“So should we soak the rich? You bet we should.”

With these 10 words, New York Times’ columnist Nicholas Kristof ends his most recent column, one that on many levels — the majority of which we will not address given the space of our, or any, editorial page. But the basic fracture cleaving this country is one that separates Democrats and Republicans and progressives and conservatives almost without resolution.

It comes in the form of a question: Is the government entitled to your money, and, if so, how much? For almost 150 years, or until the first wave of progressives whipsawed an amendment into the Constitution establishing a “graduated” income tax. The same decade also gave us one of the greatest alterations of the idea of checks and balances, and for some reason remains of the most overlooked and misunderstood amendments — that which authorized the direct election of senators.

Since then, senators have been free agents, seemingly pursuing their own goals and those of their parties instead of their states — which is why the Framers did not make the Senate an instrument of the people (as they did the House), but rather of the states (and their elected representatives, who chose the senators). It was the senators’ duty to advance the states’ desires in Washington. No more.

Such amendments shift far more power to the federal government. For one thing, an income tax gives Washington more authority over peoples’ lives — and in the most basic way: It tells folks how much money they can make before the government starts taking ever-increasing chunks of it.

Believe us when we say this is no hosanna to the excesses of the Gilded Age of old or to the conspicuous consumption, through compensation, of the current likes of Jeff Bezos. It’s a fine line, we admit, but no, we are not taking a stand for willy-nilly wage and salary obscenity. Instead, we are simply asking, “Is government entitled to that slice of your daily bread that, say, a Bernie Sanders or even a Nicholas Kristof sanctions?”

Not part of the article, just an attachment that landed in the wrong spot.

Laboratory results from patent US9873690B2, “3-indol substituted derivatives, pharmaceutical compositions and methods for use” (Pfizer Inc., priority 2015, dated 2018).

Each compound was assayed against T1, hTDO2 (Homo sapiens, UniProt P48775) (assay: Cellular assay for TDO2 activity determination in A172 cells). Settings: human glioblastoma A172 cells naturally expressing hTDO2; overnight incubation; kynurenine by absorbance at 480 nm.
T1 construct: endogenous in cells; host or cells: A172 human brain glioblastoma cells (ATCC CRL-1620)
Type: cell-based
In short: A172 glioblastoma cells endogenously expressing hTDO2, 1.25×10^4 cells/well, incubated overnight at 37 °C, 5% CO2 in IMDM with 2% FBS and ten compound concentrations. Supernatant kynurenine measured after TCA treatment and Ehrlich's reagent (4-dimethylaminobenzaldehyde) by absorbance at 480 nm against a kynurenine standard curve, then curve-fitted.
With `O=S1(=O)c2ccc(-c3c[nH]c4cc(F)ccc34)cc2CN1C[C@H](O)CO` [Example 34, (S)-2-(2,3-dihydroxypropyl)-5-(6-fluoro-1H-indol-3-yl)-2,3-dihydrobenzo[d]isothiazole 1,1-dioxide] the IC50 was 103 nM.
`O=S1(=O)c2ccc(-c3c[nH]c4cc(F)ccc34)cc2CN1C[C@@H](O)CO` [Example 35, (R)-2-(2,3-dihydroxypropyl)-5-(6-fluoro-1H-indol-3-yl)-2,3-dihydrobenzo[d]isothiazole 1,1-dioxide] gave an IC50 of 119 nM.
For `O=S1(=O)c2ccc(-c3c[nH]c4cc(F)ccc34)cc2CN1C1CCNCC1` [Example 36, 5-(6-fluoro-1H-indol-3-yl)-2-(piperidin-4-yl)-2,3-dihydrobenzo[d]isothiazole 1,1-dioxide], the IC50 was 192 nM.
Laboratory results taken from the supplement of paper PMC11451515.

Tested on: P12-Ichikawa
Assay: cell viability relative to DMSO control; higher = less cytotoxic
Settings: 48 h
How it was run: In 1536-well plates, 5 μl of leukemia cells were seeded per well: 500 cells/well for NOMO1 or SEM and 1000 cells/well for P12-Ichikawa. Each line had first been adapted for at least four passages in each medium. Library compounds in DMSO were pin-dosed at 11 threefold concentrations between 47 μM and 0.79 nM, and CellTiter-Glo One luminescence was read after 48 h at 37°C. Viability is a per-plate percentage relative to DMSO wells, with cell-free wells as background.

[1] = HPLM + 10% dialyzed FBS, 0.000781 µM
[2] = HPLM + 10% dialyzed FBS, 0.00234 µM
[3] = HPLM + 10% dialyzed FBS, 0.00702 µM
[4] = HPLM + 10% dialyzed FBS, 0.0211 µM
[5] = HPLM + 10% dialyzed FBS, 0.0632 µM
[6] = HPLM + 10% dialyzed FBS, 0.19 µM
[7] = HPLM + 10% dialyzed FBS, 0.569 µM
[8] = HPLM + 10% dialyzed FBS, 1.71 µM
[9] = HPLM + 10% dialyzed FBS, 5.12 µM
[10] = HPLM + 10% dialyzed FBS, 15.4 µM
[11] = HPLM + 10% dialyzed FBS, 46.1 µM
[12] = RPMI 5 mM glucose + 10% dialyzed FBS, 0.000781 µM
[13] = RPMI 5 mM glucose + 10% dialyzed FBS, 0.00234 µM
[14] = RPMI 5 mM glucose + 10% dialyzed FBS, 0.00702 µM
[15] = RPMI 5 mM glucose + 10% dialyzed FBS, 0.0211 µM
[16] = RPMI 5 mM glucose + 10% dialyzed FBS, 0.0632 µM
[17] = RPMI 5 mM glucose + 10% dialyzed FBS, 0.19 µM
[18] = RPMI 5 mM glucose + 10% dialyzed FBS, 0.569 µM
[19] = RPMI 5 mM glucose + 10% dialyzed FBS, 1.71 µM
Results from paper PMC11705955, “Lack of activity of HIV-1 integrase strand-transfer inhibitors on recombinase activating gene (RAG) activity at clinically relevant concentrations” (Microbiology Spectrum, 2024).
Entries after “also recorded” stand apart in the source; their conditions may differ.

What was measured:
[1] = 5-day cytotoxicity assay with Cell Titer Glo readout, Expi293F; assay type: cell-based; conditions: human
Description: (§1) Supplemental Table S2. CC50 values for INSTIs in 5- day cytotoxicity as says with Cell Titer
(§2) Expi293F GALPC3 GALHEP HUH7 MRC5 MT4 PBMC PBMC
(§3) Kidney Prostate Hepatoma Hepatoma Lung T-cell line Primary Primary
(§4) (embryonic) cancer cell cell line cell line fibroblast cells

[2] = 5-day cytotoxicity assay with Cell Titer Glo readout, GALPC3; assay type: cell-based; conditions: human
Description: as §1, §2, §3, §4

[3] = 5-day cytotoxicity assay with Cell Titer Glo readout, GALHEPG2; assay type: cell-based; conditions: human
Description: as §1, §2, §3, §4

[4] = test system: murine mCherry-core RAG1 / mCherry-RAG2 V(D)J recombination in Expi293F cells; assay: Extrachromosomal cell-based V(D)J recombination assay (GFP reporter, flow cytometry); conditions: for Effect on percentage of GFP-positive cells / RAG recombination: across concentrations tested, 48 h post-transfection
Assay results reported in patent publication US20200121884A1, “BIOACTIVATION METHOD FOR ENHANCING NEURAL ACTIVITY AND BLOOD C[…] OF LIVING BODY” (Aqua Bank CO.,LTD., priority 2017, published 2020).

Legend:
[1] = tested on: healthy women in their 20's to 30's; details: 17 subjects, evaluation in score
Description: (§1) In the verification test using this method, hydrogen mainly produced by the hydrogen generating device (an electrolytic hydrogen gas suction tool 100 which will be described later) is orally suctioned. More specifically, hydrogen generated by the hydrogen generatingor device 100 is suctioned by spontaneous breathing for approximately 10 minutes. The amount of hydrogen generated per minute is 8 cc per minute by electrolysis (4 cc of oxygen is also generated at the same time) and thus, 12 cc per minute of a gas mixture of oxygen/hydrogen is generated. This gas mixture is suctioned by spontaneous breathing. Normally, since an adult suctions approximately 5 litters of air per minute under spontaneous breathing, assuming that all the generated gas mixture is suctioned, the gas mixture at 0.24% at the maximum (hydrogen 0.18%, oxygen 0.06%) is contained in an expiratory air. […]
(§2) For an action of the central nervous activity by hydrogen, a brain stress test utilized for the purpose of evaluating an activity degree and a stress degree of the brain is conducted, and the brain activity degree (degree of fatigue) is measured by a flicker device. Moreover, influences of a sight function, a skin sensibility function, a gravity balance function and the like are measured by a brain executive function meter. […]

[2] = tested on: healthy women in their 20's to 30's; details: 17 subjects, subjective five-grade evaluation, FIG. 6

For this reason, the current debate on tariffs loses focus when the suggestion is posited that the United States eschewed tariffs. How do you think we started the process of achieving world dominance power but largely through the vehicle of tariffs. And, oddly enough, the champions of such fiscal tools were Republicans more so than Democrats.

Getting back on topic, Americans are not foolish enough to believe that 1) taxes never existed before the second decade of the 20th century when the 16th Amendment implemented the income tax (remember Franklin’s quote about the “only two certainties in life”) and 2) they will never go away if only we elect the right people.

No, the question revolves around the truth about taxes (who pays them and are they “soaked” a little bit already?) and how much is enough before the very fabric of the American Dream is rent beyond repair? Remember, too, as Lady Thatcher said, under such a system, you eventually run out of “other people’s money.” When citizens of this nation are either wards of the government (reliant on Washington almost for their very existence) or the beasts assuring that existence through their hard work, then the Dream equation becomes so skewed that the United States can never achieve the promise the Framers predicted (or at least hoped) for it.

(9) comments

Ping

Eh...I ain't gonna carry water for the rich.

Spock Here